Microembolic signals and carotid plaque morphology: a study of 71 patients with moderate or high grade carotid stenosis

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Abstract:

Mayor I, Comelli M, Vassileva E, Burkhard P, Sztajzel R. Microembolic signals and carotid plaque morphology: a study of 71 patients with moderate or high grade carotid stenosis.

Acta Neurol Scand 2003: 108: 114–117. © Blackwell Munksgaard 2003. Objectives –

To determine whether particular carotid plaque features on ultrasound are more likely to produce microembolic signals (MES). Patients and methods –

We have reviewed 71 patients with moderate or high grade carotid stenosis established by ultrasound (30–99%). Plaque appearance was classified according to five subtypes. Transcranial monitoring of the middle cerebral arteries was performed on each patient. Results –

MES were more frequently encountered in patients with anechogenic/hypoechogenic plaques compared with isoechogenic/hyperechogenic lesions (P < 0.01). MES+ patients presented also more frequently an irregular surface of the plaque and more severe stenosis, however, the differences did not reach significance. There was no relationship between the presence of MES and a history of stroke or transient ischaemic attack (TIA). When considering the different above mentioned variables (logistic regression), only plaque morphology appeared to be a risk factor for the presence of MES. Conclusion –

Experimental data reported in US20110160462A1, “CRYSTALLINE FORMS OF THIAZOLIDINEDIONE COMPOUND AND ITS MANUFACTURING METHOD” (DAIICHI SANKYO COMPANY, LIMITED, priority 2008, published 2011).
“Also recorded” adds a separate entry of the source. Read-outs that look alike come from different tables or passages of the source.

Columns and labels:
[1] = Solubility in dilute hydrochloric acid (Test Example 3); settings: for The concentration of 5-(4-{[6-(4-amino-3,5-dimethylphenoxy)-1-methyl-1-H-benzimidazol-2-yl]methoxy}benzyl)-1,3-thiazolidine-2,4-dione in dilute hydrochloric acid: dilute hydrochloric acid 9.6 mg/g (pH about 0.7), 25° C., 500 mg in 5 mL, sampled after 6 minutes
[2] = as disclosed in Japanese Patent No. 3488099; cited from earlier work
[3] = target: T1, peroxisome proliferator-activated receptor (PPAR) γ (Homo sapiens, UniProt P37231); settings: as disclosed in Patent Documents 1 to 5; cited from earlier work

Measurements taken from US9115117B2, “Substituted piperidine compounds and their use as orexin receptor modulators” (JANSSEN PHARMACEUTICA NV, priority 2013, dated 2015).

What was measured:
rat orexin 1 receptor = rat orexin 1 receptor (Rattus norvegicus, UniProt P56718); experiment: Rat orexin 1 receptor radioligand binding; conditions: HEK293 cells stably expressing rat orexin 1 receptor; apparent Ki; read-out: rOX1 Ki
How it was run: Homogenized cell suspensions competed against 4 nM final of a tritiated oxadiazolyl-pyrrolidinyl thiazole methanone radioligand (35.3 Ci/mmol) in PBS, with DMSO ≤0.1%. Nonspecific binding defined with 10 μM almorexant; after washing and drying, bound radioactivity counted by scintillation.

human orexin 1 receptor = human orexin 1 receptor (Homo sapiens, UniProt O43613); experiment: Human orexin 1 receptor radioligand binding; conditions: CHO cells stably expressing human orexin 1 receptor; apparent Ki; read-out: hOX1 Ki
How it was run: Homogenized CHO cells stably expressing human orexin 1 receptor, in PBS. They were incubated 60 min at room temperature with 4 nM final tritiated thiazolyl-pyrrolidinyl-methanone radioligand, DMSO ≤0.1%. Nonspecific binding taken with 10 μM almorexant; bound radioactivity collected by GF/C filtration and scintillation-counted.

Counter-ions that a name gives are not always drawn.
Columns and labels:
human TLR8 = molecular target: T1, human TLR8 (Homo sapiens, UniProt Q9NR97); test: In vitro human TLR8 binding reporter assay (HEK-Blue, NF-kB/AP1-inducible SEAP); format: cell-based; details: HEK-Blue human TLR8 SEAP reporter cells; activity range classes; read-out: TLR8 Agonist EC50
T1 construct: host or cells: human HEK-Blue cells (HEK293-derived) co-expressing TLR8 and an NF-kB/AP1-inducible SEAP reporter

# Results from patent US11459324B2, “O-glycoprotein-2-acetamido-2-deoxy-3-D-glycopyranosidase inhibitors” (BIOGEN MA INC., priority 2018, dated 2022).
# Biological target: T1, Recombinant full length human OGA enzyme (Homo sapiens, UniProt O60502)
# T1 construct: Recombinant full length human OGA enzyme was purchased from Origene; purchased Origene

MES+ patients presented a significantly increased frequency of anechogenic/hypoechogenic plaques. As MES may be a marker of increased risk of stroke, the clinical significance of this particular association should be further investigated.

Keywords: microembolic signals; plaque morphology; transcranial Doppler

Document Type: Research Article

DOI: http://dx.doi.org/10.1034/j.1600-0404.2003.00099.x

Affiliations: 1: Department of Neurology, University Hospital Geneva, Geneva, Switzerland; 2: Institute of Medical Statistics, University of Pavia, Pavia, Italy; 3: Department of Neurology, University Hospital Sofia, Sofia, Bulgaria

Publication date: August 1, 2003

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